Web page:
Immunotherapy, NSCLC, lung cancer, durvalumab, Consolidation therapy

Practice-Changing Results With Durvalumab After Chemoradiation in Locally Advanced NSCLC

Recent data from trials of programmed death receptor-1 (PD-1) and PD-L1 inhibitors have changed the standard of care for patients with metastatic non-small cell lung cancer (NSCLC) in both the first-line and second-line settings. The standard of care therapy for patients with stage III, locally advanced, unresectable NSCLC is platinum-based doublet chemotherapy, concurrent with radiotherapy (CRT). However, the median progression-free survival (PFS) after CRT is only about 8-10 months and the prognosis of these patients remains poor.

At the 2017 European Society for Medical Oncology (ESMO) meeting, Luis Paz-Ares, MD, PhD (Hospital Universitario, Madrid, Spain), presented results from an interim analysis of the randomized, double-blind, international, phase III PACIFIC study (N = 713), which compared consolidation therapy with the anti-PD-L1 antibody durvalumab (10 mg/kg every two weeks up to 12 months) to placebo in patients with stage III, locally advanced NSCLC that had not progressed after CRT. These results were simultaneously published in the New England Journal of Medicine. At a median follow-up of 14.5 months, consolidation therapy with durvalumab significantly improved median PFS, from 5.6 months with placebo to 16.8 months with durvalumab (HR 0.52, P<.0001). The PFS benefit of durvalumab was consistent across all prespecified subgroups and was observed regardless of PD-L1 expression. Overall survival (OS), the co-primary endpoint of the study, was not analyzed due to immaturity and study remains blinded for this endpoint. However, durvalumab consolidation compared to placebo yielded a higher response rate (28.4% vs 16.0%; P<.001), with 6 complete responses (CR) in the durvalumab group, compared to 1 in the placebo group. At 18 months, 72.8% of responses in the durvalumab group were ongoing, compared to 46.8% in the placebo group. In addition, time to distant metastasis or death was 23.2 months in patients treated with durvalumab, compared to 14.6 months in patients treated with placebo (HR 0.52, P<.0001). Furthermore, patients receiving durvalumab had lower frequency of new metastases, including lower incidence of new brain metastases.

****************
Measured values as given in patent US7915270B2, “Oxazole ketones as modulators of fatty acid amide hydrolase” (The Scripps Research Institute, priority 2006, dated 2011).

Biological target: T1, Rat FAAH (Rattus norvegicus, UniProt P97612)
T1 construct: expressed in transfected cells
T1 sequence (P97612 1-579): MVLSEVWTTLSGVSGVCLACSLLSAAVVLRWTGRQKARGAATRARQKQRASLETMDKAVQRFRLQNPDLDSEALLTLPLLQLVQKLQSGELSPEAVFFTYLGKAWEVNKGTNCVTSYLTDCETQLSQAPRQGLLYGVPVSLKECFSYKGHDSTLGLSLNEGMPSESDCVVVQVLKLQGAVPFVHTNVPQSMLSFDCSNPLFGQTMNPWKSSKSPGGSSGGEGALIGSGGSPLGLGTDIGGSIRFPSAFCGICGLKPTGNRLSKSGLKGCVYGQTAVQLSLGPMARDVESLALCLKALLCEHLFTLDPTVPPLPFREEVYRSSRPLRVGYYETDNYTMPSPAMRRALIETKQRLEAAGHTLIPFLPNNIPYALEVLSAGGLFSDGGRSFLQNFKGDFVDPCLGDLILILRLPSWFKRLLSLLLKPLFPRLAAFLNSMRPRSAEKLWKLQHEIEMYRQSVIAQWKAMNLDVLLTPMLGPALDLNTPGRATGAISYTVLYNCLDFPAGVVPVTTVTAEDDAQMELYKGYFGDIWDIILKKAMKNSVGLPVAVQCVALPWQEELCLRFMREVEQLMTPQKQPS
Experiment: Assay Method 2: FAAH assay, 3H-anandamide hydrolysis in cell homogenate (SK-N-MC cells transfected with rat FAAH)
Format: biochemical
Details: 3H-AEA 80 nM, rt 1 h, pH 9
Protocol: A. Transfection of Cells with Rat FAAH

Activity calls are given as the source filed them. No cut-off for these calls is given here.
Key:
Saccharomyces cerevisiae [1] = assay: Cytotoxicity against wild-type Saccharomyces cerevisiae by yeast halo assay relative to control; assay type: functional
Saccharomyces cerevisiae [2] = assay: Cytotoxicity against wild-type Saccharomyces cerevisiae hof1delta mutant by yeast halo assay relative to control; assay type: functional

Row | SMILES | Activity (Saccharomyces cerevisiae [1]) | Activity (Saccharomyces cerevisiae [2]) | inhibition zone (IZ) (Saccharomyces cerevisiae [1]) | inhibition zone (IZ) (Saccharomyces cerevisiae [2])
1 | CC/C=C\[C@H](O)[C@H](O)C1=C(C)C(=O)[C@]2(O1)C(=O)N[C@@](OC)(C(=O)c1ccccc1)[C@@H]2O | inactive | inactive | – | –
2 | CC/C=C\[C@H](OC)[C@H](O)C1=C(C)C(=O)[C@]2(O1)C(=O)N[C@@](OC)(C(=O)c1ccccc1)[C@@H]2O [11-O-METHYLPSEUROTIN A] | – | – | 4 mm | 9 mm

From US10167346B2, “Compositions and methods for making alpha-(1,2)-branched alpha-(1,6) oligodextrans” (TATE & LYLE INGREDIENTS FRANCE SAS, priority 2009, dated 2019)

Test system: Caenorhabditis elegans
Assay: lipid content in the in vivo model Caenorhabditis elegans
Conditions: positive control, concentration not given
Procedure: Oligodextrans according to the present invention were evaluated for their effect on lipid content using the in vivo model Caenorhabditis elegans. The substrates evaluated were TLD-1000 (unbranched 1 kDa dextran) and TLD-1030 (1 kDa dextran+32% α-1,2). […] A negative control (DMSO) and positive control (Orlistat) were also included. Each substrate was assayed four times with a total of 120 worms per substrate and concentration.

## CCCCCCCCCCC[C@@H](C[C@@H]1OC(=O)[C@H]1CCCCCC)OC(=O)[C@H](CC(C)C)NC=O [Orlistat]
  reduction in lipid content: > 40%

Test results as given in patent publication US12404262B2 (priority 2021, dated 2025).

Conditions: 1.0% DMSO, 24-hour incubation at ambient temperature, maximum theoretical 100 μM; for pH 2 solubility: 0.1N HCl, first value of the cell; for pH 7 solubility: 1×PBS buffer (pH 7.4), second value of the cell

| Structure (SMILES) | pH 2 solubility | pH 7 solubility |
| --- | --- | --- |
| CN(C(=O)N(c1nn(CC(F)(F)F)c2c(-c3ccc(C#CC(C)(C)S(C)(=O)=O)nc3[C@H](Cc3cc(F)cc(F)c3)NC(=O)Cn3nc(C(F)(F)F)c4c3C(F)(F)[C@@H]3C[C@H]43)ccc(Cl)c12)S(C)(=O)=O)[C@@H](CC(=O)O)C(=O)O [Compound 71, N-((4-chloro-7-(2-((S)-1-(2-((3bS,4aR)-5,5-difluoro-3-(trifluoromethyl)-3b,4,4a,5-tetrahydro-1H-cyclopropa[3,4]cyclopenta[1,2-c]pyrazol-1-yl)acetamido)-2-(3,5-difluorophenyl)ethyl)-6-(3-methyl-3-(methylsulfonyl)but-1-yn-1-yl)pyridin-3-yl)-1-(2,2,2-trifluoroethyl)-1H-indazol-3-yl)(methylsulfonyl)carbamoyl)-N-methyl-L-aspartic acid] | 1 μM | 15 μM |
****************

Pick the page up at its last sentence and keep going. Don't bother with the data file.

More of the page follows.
The safety profile of durvalumab was consistent with that of other immunotherapies and its known safety profile as monotherapy in patients with more advanced NSCLC. Grade 3/4 adverse events (AEs) occurred in 29.9% of patients receiving durvalumab and 26.1% of patients receiving placebo. Discontinuation of therapy due to AEs occurred in 15.4% of patients in the durvalumab group and 9.8% of patients in the placebo group. The most frequent AEs of any grade associated with durvalumab were cough (35.4% vs 25.2%), pneumonitis/radiation pneumonitis (33.9% vs 24.8%), pyrexia (14.7% vs 9.0%), pneumonia (13.1% vs 7.7%), rash (12.2% vs 7.3%), and hypothyroidism (11.6% vs 1.7%). The incidence of grade 3/4 pneumonitis was similar among the treatment groups (3.4% with durvalumab and 2.6% with placebo).

Doctor Paz-Ares concluded that results from the PACIFIC trial support durvalumab as a therapeutic option in patients with stage III, locally advanced, unresectable NSCLC following chemoradiation. In his discussion, Johan Vansteenkiste, MD, PhD (University Hospital Leuven, Leuven, Belgium), said that ‘’these are the first strong interim-PFS positive phase III trial results on systemic therapy for stage III NSCLC in decades.’’ However, he highlighted that this is a curative setting, and it will be important to see if the impressive PFS benefit will translate to a survival benefit.


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